Big as a Frisco seal

And a head in the freakish Atlantic
Where it pours bean green over blue
In the waters off beautiful Nauset.
I used to pray to recover you.
Ach, du.

In the German tongue, in the Polish town
Scraped flat by the roller
Of wars, wars, wars.
But the name of the town is common.
My Polack friend

Says there are a dozen or two.
So I never could tell where you
Put your foot, your root,
I never could talk to you.
The tongue stuck in my jaw.

It stuck in a barb wire snare.
Ich, ich, ich, ich,
I could hardly speak.
I thought every German was you.
And the language obscene

An engine, an engine
Chuffing me off like a Jew.
A Jew to Dachau, Auschwitz, Belsen.
I began to talk like a Jew.
I think I may well be a Jew.

The snows of the Tyrol, the clear beer of Vienna
Are not very pure or true.
With my gipsy ancestress and my weird luck
And my Taroc pack and my Taroc pack
I may be a bit of a Jew.

I have always been scared of you,
With your Luftwaffe, your gobbledygoo.
And your neat mustache
And your Aryan eye, bright blue.
Panzer-man, panzer-man, O You——

Not God but a swastika
So black no sky could squeak through.
Every woman adores a Fascist,
The boot in the face, the brute
Brute heart of a brute like you.

You stand at the blackboard, daddy,
In the picture I have of you,
A cleft in your chin instead of your foot
But no less a devil for that, no not
Any less the black man who

Bit my pretty red heart in two.
I was ten when they buried you.
At twenty I tried to die
And get back, back, back to you.
I thought even the bones would do.

But they pulled me out of the sack,
And they stuck me together with glue.
And then I knew what to do.
I made a model of you,
A man in black with a Meinkampf look

And a love of the rack and the screw.
And I said I do, I do.
So daddy, Iâ€m finally through.
The black telephoneâ€s off at the root,
The voices just canâ€t worm through.

If Iâ€ve killed one man, Iâ€ve killed two——
The vampire who said he was you
And drank my blood for a year,
Seven years, if you want to know.
Daddy, you can lie back now.

Thereâ€s a stake in your fat black heart
And the villagers never liked you.
They are dancing and stamping on you.
They always knew it was you.
Daddy, daddy, you bastard, Iâ€m through.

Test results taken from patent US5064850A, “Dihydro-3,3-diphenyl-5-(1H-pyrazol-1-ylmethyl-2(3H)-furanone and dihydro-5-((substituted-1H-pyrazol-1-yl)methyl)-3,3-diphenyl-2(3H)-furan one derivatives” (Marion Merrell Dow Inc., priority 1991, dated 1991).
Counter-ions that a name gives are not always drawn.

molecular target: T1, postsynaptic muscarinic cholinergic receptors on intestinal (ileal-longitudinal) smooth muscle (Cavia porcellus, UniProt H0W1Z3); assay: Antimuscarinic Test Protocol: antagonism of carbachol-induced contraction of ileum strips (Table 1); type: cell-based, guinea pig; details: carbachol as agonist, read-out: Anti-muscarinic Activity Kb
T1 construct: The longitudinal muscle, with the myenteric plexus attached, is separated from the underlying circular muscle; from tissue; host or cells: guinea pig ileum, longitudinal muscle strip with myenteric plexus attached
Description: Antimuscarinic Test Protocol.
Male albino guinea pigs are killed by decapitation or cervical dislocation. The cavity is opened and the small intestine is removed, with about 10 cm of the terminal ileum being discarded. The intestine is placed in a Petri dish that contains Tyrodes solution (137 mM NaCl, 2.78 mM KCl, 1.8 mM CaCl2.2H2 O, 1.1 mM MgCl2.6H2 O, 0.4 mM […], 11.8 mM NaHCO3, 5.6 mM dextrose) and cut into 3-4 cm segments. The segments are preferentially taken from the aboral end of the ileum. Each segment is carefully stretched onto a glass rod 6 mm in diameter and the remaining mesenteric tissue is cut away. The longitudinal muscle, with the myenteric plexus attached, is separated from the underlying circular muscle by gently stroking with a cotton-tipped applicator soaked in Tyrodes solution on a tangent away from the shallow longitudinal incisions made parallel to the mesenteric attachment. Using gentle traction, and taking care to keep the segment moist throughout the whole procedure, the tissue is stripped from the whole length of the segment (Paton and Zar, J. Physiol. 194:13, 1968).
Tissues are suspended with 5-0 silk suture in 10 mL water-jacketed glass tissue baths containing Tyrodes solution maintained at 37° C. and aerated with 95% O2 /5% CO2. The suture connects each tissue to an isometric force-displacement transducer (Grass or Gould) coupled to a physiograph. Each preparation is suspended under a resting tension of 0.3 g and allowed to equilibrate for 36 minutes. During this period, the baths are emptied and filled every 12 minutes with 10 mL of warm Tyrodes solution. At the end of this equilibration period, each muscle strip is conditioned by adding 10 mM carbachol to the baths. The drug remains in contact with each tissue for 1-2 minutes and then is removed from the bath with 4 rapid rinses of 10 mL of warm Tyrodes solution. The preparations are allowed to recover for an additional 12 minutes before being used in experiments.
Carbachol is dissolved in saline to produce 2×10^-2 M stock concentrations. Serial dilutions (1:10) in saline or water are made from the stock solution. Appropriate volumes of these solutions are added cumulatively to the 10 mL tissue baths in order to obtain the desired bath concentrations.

16-Jan-2015 07:40 AM
Find all posts by this user Like Post Quote this message in a reply
[-] The following 1 user Likes TsarMatt's post:
Kieran (01-16-2015)
Kieran Offline
Running around the backhand...
*********

Posts: 11,667
Likes Given: 7,076
Likes Received: 4,634 in 3,059 posts
Joined: Apr 2013
RE: Poems that have moved you
Strong stuff, Matt. It would make a great song too, in the right hands...

Approved
16-Jan-2015 07:53 AM
Find all posts by this user Like Post Quote this message in a reply
[-] The following 1 user Likes Kieran's post:
TsarMatt (01-16-2015)
shawnbm Offline
Up On Cripple Creek
******

Posts: 1,645
Likes Given: 1,738
Likes Received: 884 in 532 posts
Joined: Apr 2013
RE: Poems that have moved you
Sylvia wrote like few ever have--vicious and biting with her pen at times.

Virgil Cane is the name ...
16-Jan-2015 10:11 AM
Find all posts by this user Like Post Quote this message in a reply
[-] The following 2 users Like shawnbm's post:
Kieran (01-16-2015), TsarMatt (01-16-2015)
Kieran Offline
Running around the backhand...
*********

Posts: 11,667
Likes Given: 7,076
Likes Received: 4,634 in 3,059 posts
Joined: Apr 2013
RE: Poems that have moved you
One poem that knocked me over in my calf years wasThe Ballad of Reading Gaol by Oscar Wilde. You can read it in the link, unfortunately I'm unable to copy it whole into the thread, but it's worth a glance.

He deepened and darkened in jail, and both this poem and the letter to his lover Bosie - De Profundis - are my favourite works of Wilde. I read somewhere that he based this on the structure of the Rhyme of the Ancient Mariner. Not sure how that works. It was the only major work he completed after being released from prison. That whole part of his life is a scandal and tragedy, and the poem is a marvel...

Approved
16-Jan-2015 10:53 AM
Find all posts by this user Like Post Quote this message in a reply
tented Offline
Potential GOAT
*********

Posts: 11,618
Likes Given: 4,705
Likes Received: 3,392 in 2,108 posts
Joined: Apr 2013
RE: Poems that have moved you
Here you go, Kieran:



The Ballad of Reading Gaol
Oscar Wilde

I

He did not wear his scarlet coat,
For blood and wine are red,
And blood and wine were on his hands
When they found him with the dead,
The poor dead woman whom he loved,
And murdered in her bed.

He walked amongst the Trial Men
In a suit of shabby grey;
A cricket cap was on his head,
And his step seemed light and gay;
But I never saw a man who looked
So wistfully at the day.

I never saw a man who looked
With such a wistful eye
Upon that little tent of blue
Which prisoners call the sky,
And at every drifting cloud that went
With sails of silver by.

I walked, with other souls in pain,
Within another ring,
And was wondering if the man had done
A great or little thing,
When a voice behind me whispered low,
“That fellows got to swing.”

Dear Christ! the very prison walls